The spelling isn’t traditional, but the mission behind Comunity, a new sneaker brand based and made in downtown Los Angeles isn’t hard to parse.
Founded by footwear industry veterans with past experience from TOMS, Asics, Nike and Sanuk, co-founders Sean and Shannon Scott, and Ryan Gumienny launched a collection of sustainable, handcrafted athletic shoes that went on sale today on comunitymade.com.
Prices range from $160 to $185, with three styles available for men and women. For each shoe sold, the brand donates $10 to fund community projects in L.A. — with the consumer directing which organization to support from a list.
“We have to be more deliberate about what we buy — it’s difficult to buy something knowing the fact that people are exploited just to buy it,” co-founder Sean told Footwear News. “It’s going to cost more but last longer; We designed the shoes to be resoled more easily.”
The shoes incorporate one-piece uppers, which enhances conditions for comfort and eliminates extra material, Sean added.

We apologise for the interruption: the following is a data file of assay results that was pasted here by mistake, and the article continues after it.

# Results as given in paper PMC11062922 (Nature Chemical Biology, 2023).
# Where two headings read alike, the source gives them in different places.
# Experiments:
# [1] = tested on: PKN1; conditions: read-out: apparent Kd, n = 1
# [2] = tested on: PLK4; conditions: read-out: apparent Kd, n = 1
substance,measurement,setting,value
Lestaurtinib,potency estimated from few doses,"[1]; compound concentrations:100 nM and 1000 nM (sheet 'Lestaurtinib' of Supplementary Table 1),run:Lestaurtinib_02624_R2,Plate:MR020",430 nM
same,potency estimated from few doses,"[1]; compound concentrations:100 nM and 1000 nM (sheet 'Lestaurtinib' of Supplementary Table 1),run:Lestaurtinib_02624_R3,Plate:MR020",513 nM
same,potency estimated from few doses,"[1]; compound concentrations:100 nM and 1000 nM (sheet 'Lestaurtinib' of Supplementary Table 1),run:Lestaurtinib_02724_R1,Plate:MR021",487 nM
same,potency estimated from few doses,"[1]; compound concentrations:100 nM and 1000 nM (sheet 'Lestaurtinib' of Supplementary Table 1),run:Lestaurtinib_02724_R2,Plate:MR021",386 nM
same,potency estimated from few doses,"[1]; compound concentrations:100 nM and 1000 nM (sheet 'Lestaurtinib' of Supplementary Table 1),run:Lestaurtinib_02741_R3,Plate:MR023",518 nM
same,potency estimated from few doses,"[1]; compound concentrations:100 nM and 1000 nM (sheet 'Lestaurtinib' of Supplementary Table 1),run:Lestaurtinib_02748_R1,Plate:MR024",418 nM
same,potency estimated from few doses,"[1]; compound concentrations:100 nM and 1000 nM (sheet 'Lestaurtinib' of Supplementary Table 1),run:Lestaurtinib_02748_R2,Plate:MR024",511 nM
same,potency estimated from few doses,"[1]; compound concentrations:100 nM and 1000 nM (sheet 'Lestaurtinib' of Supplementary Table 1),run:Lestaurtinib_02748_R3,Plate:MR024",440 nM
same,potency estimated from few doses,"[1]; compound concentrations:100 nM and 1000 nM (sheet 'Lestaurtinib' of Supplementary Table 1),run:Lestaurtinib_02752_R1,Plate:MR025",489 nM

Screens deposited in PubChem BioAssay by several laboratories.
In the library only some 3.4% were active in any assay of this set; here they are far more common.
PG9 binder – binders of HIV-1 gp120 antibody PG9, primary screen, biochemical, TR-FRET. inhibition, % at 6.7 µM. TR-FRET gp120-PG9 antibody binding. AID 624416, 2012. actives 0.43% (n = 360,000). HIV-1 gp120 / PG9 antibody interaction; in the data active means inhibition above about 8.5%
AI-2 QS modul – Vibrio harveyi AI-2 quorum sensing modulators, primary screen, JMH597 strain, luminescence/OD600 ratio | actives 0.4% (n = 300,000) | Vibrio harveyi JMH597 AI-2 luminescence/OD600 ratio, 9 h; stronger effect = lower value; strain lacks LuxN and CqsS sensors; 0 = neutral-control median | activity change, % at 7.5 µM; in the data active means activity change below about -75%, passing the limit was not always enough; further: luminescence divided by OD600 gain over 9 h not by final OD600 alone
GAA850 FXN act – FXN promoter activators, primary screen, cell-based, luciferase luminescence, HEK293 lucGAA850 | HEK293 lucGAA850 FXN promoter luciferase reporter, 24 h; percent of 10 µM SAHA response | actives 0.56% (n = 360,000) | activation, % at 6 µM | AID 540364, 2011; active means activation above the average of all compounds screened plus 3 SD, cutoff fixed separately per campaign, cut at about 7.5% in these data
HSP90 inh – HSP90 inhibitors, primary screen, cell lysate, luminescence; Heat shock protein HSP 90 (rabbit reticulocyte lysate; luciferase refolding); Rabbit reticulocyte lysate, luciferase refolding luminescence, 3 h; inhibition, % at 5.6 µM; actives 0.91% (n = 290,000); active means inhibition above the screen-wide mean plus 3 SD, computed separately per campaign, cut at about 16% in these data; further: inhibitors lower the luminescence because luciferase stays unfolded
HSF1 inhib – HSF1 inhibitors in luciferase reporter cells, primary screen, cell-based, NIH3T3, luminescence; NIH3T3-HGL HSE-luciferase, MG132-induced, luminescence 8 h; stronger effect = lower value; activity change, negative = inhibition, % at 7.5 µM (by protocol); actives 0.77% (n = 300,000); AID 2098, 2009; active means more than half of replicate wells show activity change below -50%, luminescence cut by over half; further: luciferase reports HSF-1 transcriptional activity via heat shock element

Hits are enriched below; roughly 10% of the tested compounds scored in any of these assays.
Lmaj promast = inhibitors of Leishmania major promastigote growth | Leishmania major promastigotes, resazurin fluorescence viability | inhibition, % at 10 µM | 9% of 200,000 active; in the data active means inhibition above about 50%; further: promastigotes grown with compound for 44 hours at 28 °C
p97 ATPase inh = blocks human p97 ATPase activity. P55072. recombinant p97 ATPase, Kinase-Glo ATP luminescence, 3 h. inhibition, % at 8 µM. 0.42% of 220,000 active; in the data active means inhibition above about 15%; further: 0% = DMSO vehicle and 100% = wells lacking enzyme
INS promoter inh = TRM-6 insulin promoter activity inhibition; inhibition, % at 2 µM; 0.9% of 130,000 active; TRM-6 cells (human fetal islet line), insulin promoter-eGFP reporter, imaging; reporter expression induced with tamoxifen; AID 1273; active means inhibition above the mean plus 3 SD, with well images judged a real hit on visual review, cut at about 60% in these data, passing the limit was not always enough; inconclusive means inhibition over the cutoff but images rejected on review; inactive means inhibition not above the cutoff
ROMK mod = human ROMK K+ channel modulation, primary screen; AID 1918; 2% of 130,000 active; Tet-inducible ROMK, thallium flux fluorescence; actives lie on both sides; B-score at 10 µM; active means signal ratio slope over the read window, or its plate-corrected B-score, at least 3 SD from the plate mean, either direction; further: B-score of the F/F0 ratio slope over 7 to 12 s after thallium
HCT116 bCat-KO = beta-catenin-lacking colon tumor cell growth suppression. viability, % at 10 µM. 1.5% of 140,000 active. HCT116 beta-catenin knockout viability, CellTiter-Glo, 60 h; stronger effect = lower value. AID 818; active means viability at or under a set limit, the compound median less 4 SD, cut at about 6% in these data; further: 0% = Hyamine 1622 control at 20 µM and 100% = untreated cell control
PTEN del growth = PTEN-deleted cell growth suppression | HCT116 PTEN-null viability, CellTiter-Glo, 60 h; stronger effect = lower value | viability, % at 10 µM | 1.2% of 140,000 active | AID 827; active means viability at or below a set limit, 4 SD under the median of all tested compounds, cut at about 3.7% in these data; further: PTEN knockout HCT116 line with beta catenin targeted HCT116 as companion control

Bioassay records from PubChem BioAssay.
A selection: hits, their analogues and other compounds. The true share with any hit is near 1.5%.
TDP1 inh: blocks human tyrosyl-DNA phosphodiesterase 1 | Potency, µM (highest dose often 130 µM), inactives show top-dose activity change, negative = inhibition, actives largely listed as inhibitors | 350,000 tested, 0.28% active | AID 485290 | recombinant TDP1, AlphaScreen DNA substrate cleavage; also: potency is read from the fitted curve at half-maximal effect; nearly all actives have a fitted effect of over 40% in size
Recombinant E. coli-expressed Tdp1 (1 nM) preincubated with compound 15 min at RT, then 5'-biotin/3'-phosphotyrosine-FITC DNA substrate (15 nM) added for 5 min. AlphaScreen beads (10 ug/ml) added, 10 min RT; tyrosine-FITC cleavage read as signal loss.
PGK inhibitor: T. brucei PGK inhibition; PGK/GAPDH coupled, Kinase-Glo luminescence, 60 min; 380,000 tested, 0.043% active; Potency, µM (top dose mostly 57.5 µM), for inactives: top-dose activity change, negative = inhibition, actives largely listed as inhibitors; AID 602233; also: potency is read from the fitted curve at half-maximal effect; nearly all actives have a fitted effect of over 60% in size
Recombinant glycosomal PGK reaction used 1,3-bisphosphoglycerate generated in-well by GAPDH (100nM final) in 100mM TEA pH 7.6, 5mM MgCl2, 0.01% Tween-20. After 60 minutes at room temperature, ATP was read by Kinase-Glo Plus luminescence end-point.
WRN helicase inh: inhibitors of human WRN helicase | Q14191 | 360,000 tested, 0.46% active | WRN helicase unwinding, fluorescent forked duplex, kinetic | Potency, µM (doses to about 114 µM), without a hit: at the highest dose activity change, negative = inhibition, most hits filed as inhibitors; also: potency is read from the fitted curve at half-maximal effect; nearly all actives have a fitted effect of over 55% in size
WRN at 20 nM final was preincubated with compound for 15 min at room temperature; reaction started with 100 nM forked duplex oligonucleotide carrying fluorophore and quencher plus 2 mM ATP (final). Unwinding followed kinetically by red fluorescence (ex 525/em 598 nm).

“We’re conscious and wanted less waste, less stitching and less chances for irritation,” Shannon said. “The styling leads to a clean look, and for the consumer it’s a comfort story.”
Along with a direct-to-consumer e-retail model, Comunity will open doors on Aug. 9 at its headquarters located in downtown L.A.’s arts district, where the space will be utilized as part showroom, part office and part events venue that supports local organizations and initiatives.
“The inspiration was to be a hub for the community,” Shannon said. “It was from the heart.”
The front of the area will serve as a “living room” where consumers can try on shoes and put in requests for other services.
“We will have a cobbler day where you can come in and customize shoes and it will be made at our factory,” Sean said.
The back of the headquarters is brand’s business office; all furniture is on wheels and can be configured to accommodate special events.
“We designed it in mind for any given moment we can turn it into a workspace and have it be multi-use,” Sean added. “We will host our own events that deal with causes such as ending homelessness and the arts. The purpose is to get people involved in our main mission, and that has to be the catalyst for change and help build the community — it empowers people.”